About us

Abby Tegnelia

Abby Tegnelia has worked in entertainment journalism since Us Weekly hired her away from New York magazine in 2001, bringing her hard news career to a screeching halt. Her big break came during Angelina Jolie’s first pregnancy. While working for In Touch Weekly, she scooped People magazine’s baby exclusive during a string of all-things-Shiloh stories, right down to being the first to announce the birth itself. PerezHilton.com congratulated her on his site, deeming it the “scoop of the year.” She moved up through the ranks of editor and West Coast News Director, when Angelina’s babies again proved fateful. “As luck would have it,” she says, “I met my future business partner during coverage of the birth of Angelina’s twins, Viv and Knox.”

An experienced writer and editor, Abby specializes in running reporters, penning celebrity features, and zeroing in on the hot story buried in a long reporting file. Her work has appeared in Us Weekly, In Touch, Star, OK!, New York magazine, Glamour, Marie Claire and more. She loves breaking stories and writing fast and clean, skills honed at Columbia University’s masters of journalism program, Reuters, and various newspapers, including The Miami Herald.

At All Star, Abby spends a great deal of time training reporters new to the celebrity world. “If a movie set or major celebrity descends on your town, don’t be shy,” she says. “Drop us a line!”

Abby currently cools her heels in Costa Rica, where she writes a blog, The Jungle Princess, and tweets (@abbytegnelia) about covering Hollywood from a small Central American beach town

Dinah A. Spritzer

Dinah A. Spritzer was the first among thousands of competing journalists in July 2008 to report the birth of Angelina Jolie's twins for In Touch Weekly magazine. The scoop capped off a month-long reporting sojourn in France that resembled an investigation of Al Qaeda, Dinah claims. As training, Dinah covered the three 1990s Balkan wars in the former Yugoslavia. "Same skills required whether you are interviewing celebrity doctors or warlords, same reporting handbook, same need to understand the motivation of sources," she says. Dinah’s first celeb assignment was covering Angie and Brad for OK! Magazine USA, when the dynamic duo and their offspring became her neighbors for three months in Prague, Czech Republic.

Previously, Dinah was news editor for four years at The Prague Post, Central Europe's leading English-language weekly, where she significantly upgraded the political coverage of the newspaper. Outside of her celebrity work, she covers social, defense and political issues as Europe correspondent for the New York-based Jewish Telegraphic Agency, a news wire service that reaches 1.1 million people through 110 newspapers and magazines.

In her other media pursuits, Dinah covered President Barack Obama for USA Today and is a contributor to the New York Times. She also served as Europe Editor at Travel Weekly in the United States and was a writer for Fodor's Travel Guides and Conde Nast Traveler. Dinah believes that freelancing for a variety of media outlets keeps a journalist on her toes: She has written on topics that range from Eastern European prostitution to the imperialist character of Santa Claus for The San Francisco Chronicle, Womens' E-news, The Canadian Medical Association Journal, The Independent of London, The Irish Examiner and The Jerusalem Post. Dinah teaches international reporting at New York University in Prague.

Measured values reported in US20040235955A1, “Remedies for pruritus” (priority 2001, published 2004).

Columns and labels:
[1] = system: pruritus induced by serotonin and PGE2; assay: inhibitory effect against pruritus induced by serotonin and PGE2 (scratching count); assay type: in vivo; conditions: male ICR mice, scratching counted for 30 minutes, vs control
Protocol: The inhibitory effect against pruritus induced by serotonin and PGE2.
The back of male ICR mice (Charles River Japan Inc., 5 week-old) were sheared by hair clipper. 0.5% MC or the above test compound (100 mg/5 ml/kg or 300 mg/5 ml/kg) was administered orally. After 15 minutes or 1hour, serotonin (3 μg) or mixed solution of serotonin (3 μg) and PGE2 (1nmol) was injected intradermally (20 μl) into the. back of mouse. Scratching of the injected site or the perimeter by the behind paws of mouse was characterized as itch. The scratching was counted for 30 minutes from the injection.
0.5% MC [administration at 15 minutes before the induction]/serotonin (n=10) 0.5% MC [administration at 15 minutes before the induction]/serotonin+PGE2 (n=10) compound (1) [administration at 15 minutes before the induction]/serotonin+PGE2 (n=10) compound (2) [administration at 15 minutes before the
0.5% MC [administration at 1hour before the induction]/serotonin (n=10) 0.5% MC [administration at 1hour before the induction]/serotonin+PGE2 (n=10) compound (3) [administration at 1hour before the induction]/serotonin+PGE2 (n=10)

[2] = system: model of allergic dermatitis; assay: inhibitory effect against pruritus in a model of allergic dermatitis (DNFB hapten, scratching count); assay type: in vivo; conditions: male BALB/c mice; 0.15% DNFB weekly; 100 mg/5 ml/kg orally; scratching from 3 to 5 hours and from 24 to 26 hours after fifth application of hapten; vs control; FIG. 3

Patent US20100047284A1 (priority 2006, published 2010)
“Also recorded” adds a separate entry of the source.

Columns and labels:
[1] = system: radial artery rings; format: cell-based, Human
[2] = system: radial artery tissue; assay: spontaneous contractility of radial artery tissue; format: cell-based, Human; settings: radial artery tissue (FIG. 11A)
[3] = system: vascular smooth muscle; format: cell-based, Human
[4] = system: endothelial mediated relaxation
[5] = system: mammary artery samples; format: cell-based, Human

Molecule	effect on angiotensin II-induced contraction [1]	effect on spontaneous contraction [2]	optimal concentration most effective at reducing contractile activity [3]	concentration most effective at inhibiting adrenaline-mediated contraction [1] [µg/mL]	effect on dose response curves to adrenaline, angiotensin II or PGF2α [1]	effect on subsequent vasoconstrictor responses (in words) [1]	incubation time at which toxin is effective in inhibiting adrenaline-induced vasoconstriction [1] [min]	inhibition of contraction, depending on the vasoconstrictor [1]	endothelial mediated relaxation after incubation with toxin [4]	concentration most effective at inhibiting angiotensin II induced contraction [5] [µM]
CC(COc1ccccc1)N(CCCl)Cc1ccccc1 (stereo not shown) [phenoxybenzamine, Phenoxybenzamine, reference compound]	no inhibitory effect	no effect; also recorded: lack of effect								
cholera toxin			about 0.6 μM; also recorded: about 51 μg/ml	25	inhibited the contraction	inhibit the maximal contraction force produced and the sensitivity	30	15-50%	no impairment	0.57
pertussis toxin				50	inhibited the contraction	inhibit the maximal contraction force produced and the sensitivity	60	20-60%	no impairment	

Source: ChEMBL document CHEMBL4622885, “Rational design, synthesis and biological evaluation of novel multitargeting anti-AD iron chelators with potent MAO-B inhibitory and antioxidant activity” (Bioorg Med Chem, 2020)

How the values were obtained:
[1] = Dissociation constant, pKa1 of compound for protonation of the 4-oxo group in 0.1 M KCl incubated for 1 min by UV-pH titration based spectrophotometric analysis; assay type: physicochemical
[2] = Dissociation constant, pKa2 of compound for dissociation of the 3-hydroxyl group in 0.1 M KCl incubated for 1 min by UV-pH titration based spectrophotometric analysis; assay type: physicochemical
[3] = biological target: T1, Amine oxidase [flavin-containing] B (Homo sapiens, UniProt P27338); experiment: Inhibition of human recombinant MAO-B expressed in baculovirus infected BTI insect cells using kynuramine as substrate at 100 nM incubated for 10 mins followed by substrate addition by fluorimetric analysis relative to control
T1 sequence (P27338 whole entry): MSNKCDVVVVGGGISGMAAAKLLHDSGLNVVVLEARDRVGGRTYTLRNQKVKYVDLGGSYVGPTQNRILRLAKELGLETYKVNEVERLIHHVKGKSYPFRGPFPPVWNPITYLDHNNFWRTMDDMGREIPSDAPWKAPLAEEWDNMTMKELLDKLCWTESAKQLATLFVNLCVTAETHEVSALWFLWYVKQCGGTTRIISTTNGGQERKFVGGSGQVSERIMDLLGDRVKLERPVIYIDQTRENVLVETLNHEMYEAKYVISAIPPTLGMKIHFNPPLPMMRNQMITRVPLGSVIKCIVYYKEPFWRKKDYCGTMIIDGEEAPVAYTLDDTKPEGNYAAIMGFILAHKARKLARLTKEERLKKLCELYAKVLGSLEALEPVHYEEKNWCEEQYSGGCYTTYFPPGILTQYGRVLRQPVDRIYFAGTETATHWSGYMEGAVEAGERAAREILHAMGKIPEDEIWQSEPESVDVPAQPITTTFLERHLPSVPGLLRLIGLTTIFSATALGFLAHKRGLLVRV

In her rare spare time she enjoys kickboxing and visiting celebrity-free hot spots like Albania and Kurdistan.

Media Bistro

Abby Tegnelia Starts New Celebrity Gossip Journalism Agency

By Matthew Fleischer on Jun 17, 2010

Former US Weekly reporter and 944 Magazine editor Abby Tegnelia has a new journalistic venture: All Star Reports -- a freelance gossip agency she runs with fellow entertainment journalist Dinah Spritzer. From the comfort of a Costa Rican beach town, Tegnelia and her English counterpart Spritzer use their contacts in LA to ship celebrity gossip to publications all over the world.

Tegnelia wrote us to explain:

Our business informally began early in 2009 when my partner, Dinah Spritzer, and I realized that magazines abroad were generally just repeating what was in the U.S. press.

We began testing the waters and working with experienced U.S.-based freelance reporters, many of whom had either lost their jobs or had had their hours drastically cut back. The results were astounding. While magazines shutter in the U.S. and reduce pay, magazines in Britain and France, for instance, continue to pay rates that are twice the level of ordinary freelance news rates in the US. Average stories sell for $400 to $1,000. Bigger exclusives, such as a story on Tiger Woods, can go up to $3000.

What are some of the stories we have sold? We debunked the rumors about the Angelina Jolie Brad Pitt break up for More magazine in the UK, covered Lady Gaga's penchant for green tea for Grazia Magazine, and explored the deeper meaning of medications Britney Spears might take for bi-polar disorder for Voici in France.

Not bad. And an interesting potential outlet for LA entertainment freelancers with celebrity stories they want to unload.

Read it online at MediaBistro.com